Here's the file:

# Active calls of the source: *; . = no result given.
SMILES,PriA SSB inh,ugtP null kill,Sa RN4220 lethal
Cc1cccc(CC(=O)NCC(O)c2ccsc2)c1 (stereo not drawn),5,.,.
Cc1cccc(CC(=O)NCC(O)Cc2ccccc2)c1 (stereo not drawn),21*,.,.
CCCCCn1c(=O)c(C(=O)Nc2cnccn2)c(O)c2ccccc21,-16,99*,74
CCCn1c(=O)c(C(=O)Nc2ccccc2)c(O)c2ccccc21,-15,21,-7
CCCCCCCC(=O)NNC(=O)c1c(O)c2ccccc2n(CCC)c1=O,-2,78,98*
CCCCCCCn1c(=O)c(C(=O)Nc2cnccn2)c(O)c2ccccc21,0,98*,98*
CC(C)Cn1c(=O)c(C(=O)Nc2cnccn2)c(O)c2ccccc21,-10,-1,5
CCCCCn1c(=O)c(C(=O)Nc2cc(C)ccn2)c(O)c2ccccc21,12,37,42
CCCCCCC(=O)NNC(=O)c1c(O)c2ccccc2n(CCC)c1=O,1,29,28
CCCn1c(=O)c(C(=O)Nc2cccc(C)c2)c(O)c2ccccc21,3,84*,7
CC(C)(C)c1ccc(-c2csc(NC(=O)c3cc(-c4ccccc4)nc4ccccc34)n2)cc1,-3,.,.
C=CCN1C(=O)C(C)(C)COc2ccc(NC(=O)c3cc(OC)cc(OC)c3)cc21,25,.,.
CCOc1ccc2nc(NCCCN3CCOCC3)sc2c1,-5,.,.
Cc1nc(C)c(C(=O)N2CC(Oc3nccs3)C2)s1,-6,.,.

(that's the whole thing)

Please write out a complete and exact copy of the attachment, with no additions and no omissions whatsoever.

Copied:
# Active calls of the source: *; . = no result given.
SMILES,PriA SSB inh,ugtP null kill,Sa RN4220 lethal
Cc1cccc(CC(=O)NCC(O)c2ccsc2)c1 (stereo not drawn),5,.,.
Cc1cccc(CC(=O)NCC(O)Cc2ccccc2)c1 (stereo not drawn),21*,.,.
CCCCCn1c(=O)c(C(=O)Nc2cnccn2)c(O)c2ccccc21,-16,99*,74
CCCn1c(=O)c(C(=O)Nc2ccccc2)c(O)c2ccccc21,-15,21,-7
CCCCCCCC(=O)NNC(=O)c1c(O)c2ccccc2n(CCC)c1=O,-2,78,98*
CCCCCCCn1c(=O)c(C(=O)Nc2cnccn2)c(O)c2ccccc21,0,98*,98*
CC(C)Cn1c(=O)c(C(=O)Nc2cnccn2)c(O)c2ccccc21,-10,-1,5
CCCCCn1c(=O)c(C(=O)Nc2cc(C)ccn2)c(O)c2ccccc21,12,37,42
CCCCCCC(=O)NNC(=O)c1c(O)c2ccccc2n(CCC)c1=O,1,29,28
CCCn1c(=O)c(C(=O)Nc2cccc(C)c2)c(O)c2ccccc21,3,84*,7
CC(C)(C)c1ccc(-c2csc(NC(=O)c3cc(-c4ccccc4)nc4ccccc34)n2)cc1,-3,.,.
C=CCN1C(=O)C(C)(C)COc2ccc(NC(=O)c3cc(OC)cc(OC)c3)cc21,25,.,.
CCOc1ccc2nc(NCCCN3CCOCC3)sc2c1,-5,.,.
Cc1nc(C)c(C(=O)N2CC(Oc3nccs3)C2)s1,-6,.,.